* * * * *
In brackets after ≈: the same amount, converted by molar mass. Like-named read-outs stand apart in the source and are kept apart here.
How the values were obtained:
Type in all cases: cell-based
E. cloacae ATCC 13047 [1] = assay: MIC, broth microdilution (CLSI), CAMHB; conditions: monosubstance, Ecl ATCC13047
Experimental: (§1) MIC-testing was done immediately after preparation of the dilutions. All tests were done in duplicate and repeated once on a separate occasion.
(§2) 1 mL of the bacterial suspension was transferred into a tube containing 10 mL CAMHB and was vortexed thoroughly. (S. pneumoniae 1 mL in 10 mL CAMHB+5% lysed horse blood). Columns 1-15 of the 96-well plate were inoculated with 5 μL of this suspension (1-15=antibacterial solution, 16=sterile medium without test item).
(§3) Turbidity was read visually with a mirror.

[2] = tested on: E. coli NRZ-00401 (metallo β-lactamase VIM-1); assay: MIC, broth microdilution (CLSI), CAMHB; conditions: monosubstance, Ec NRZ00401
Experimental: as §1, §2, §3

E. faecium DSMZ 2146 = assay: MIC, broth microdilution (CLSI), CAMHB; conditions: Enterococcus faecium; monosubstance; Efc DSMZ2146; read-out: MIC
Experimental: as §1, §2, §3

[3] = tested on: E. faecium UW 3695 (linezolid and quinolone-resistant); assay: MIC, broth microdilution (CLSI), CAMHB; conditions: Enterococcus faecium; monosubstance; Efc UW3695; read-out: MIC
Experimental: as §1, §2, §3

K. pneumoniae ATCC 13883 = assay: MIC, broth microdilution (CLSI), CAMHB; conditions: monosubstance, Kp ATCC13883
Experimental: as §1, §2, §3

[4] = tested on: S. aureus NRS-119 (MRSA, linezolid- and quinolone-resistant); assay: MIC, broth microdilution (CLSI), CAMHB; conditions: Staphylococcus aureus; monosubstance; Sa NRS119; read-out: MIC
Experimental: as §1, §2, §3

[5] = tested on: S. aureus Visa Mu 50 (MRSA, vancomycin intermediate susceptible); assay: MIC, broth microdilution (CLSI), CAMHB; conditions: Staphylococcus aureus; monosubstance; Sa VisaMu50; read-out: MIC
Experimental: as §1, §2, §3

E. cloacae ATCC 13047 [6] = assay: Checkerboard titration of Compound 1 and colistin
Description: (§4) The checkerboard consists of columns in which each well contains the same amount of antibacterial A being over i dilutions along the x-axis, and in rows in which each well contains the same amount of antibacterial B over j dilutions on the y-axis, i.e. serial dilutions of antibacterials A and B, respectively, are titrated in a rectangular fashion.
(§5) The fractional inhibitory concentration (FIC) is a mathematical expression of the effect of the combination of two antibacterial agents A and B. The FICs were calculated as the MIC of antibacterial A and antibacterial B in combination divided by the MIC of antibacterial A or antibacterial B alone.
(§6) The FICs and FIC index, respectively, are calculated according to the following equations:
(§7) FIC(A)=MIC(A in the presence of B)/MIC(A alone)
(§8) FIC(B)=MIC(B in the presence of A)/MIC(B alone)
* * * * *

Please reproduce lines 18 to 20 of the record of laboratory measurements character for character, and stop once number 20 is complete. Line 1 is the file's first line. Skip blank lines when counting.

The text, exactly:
[5] = tested on: S. aureus Visa Mu 50 (MRSA, vancomycin intermediate susceptible); assay: MIC, broth microdilution (CLSI), CAMHB; conditions: Staphylococcus aureus; monosubstance; Sa VisaMu50; read-out: MIC
Experimental: as §1, §2, §3

E. cloacae ATCC 13047 [6] = assay: Checkerboard titration of Compound 1 and colistin